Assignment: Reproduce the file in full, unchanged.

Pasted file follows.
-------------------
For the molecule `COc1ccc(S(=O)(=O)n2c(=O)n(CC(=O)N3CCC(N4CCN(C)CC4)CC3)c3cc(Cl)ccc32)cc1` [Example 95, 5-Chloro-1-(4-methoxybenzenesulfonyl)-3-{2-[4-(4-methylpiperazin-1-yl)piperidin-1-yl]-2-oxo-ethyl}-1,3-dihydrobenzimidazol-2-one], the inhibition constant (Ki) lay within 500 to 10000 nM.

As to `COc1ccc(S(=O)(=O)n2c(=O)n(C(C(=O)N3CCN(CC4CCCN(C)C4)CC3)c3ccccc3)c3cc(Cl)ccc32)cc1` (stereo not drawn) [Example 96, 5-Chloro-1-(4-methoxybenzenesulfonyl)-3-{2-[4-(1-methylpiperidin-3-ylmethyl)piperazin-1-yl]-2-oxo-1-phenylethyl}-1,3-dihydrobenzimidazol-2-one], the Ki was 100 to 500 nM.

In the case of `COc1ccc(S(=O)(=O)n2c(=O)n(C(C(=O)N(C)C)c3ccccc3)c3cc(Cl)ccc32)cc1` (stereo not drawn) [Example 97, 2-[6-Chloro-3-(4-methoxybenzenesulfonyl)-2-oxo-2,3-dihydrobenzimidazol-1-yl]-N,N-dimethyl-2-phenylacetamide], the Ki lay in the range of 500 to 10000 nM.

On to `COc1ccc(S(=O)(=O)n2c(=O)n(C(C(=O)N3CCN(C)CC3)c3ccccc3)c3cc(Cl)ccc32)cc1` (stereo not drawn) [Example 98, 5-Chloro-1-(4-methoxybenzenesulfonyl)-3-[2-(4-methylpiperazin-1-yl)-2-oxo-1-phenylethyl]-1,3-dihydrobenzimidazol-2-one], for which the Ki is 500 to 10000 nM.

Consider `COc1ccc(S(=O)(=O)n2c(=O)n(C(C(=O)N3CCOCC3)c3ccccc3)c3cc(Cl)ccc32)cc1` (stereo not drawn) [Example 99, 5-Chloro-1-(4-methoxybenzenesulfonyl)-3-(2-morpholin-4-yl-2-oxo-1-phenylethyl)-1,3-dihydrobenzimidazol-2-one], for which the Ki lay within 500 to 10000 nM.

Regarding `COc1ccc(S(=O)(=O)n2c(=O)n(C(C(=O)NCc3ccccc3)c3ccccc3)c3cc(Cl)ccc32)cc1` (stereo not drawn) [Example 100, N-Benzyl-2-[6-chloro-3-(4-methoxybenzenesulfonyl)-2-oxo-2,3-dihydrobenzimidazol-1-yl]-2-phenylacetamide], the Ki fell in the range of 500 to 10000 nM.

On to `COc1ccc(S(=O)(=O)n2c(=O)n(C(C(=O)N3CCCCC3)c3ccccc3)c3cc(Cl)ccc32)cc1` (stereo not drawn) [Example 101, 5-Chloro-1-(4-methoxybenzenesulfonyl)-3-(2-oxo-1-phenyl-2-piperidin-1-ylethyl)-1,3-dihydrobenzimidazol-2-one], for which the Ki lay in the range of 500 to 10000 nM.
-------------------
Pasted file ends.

For the molecule `COc1ccc(S(=O)(=O)n2c(=O)n(CC(=O)N3CCC(N4CCN(C)CC4)CC3)c3cc(Cl)ccc32)cc1` [Example 95, 5-Chloro-1-(4-methoxybenzenesulfonyl)-3-{2-[4-(4-methylpiperazin-1-yl)piperidin-1-yl]-2-oxo-ethyl}-1,3-dihydrobenzimidazol-2-one], the inhibition constant (Ki) lay within 500 to 10000 nM.

As to `COc1ccc(S(=O)(=O)n2c(=O)n(C(C(=O)N3CCN(CC4CCCN(C)C4)CC3)c3ccccc3)c3cc(Cl)ccc32)cc1` (stereo not drawn) [Example 96, 5-Chloro-1-(4-methoxybenzenesulfonyl)-3-{2-[4-(1-methylpiperidin-3-ylmethyl)piperazin-1-yl]-2-oxo-1-phenylethyl}-1,3-dihydrobenzimidazol-2-one], the Ki was 100 to 500 nM.

In the case of `COc1ccc(S(=O)(=O)n2c(=O)n(C(C(=O)N(C)C)c3ccccc3)c3cc(Cl)ccc32)cc1` (stereo not drawn) [Example 97, 2-[6-Chloro-3-(4-methoxybenzenesulfonyl)-2-oxo-2,3-dihydrobenzimidazol-1-yl]-N,N-dimethyl-2-phenylacetamide], the Ki lay in the range of 500 to 10000 nM.

On to `COc1ccc(S(=O)(=O)n2c(=O)n(C(C(=O)N3CCN(C)CC3)c3ccccc3)c3cc(Cl)ccc32)cc1` (stereo not drawn) [Example 98, 5-Chloro-1-(4-methoxybenzenesulfonyl)-3-[2-(4-methylpiperazin-1-yl)-2-oxo-1-phenylethyl]-1,3-dihydrobenzimidazol-2-one], for which the Ki is 500 to 10000 nM.

Consider `COc1ccc(S(=O)(=O)n2c(=O)n(C(C(=O)N3CCOCC3)c3ccccc3)c3cc(Cl)ccc32)cc1` (stereo not drawn) [Example 99, 5-Chloro-1-(4-methoxybenzenesulfonyl)-3-(2-morpholin-4-yl-2-oxo-1-phenylethyl)-1,3-dihydrobenzimidazol-2-one], for which the Ki lay within 500 to 10000 nM.

Regarding `COc1ccc(S(=O)(=O)n2c(=O)n(C(C(=O)NCc3ccccc3)c3ccccc3)c3cc(Cl)ccc32)cc1` (stereo not drawn) [Example 100, N-Benzyl-2-[6-chloro-3-(4-methoxybenzenesulfonyl)-2-oxo-2,3-dihydrobenzimidazol-1-yl]-2-phenylacetamide], the Ki fell in the range of 500 to 10000 nM.

On to `COc1ccc(S(=O)(=O)n2c(=O)n(C(C(=O)N3CCCCC3)c3ccccc3)c3cc(Cl)ccc32)cc1` (stereo not drawn) [Example 101, 5-Chloro-1-(4-methoxybenzenesulfonyl)-3-(2-oxo-1-phenyl-2-piperidin-1-ylethyl)-1,3-dihydrobenzimidazol-2-one], for which the Ki lay in the range of 500 to 10000 nM.